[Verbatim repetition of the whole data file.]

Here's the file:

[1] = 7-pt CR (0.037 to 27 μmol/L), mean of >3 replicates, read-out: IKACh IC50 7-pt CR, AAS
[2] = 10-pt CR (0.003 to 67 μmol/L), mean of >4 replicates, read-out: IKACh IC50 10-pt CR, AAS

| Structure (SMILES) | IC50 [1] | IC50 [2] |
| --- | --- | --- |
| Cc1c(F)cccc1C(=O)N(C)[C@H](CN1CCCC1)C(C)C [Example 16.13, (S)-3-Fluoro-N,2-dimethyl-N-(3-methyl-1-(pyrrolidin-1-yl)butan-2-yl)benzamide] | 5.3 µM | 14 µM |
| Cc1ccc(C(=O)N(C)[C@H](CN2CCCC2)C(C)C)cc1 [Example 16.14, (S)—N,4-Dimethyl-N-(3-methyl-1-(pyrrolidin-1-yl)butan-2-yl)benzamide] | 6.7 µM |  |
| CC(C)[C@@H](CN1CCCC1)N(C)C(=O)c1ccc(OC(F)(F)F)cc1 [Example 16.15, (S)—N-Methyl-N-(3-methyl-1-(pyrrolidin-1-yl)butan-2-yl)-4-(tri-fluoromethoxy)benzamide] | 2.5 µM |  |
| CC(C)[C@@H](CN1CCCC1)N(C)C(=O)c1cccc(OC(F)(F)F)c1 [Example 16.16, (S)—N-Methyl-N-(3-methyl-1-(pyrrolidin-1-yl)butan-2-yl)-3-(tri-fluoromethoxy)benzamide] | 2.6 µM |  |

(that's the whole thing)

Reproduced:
[1] = 7-pt CR (0.037 to 27 μmol/L), mean of >3 replicates, read-out: IKACh IC50 7-pt CR, AAS
[2] = 10-pt CR (0.003 to 67 μmol/L), mean of >4 replicates, read-out: IKACh IC50 10-pt CR, AAS

| Structure (SMILES) | IC50 [1] | IC50 [2] |
| --- | --- | --- |
| Cc1c(F)cccc1C(=O)N(C)[C@H](CN1CCCC1)C(C)C [Example 16.13, (S)-3-Fluoro-N,2-dimethyl-N-(3-methyl-1-(pyrrolidin-1-yl)butan-2-yl)benzamide] | 5.3 µM | 14 µM |
| Cc1ccc(C(=O)N(C)[C@H](CN2CCCC2)C(C)C)cc1 [Example 16.14, (S)—N,4-Dimethyl-N-(3-methyl-1-(pyrrolidin-1-yl)butan-2-yl)benzamide] | 6.7 µM |  |
| CC(C)[C@@H](CN1CCCC1)N(C)C(=O)c1ccc(OC(F)(F)F)cc1 [Example 16.15, (S)—N-Methyl-N-(3-methyl-1-(pyrrolidin-1-yl)butan-2-yl)-4-(tri-fluoromethoxy)benzamide] | 2.5 µM |  |
| CC(C)[C@@H](CN1CCCC1)N(C)C(=O)c1cccc(OC(F)(F)F)c1 [Example 16.16, (S)—N-Methyl-N-(3-methyl-1-(pyrrolidin-1-yl)butan-2-yl)-3-(tri-fluoromethoxy)benzamide] | 2.6 µM |  |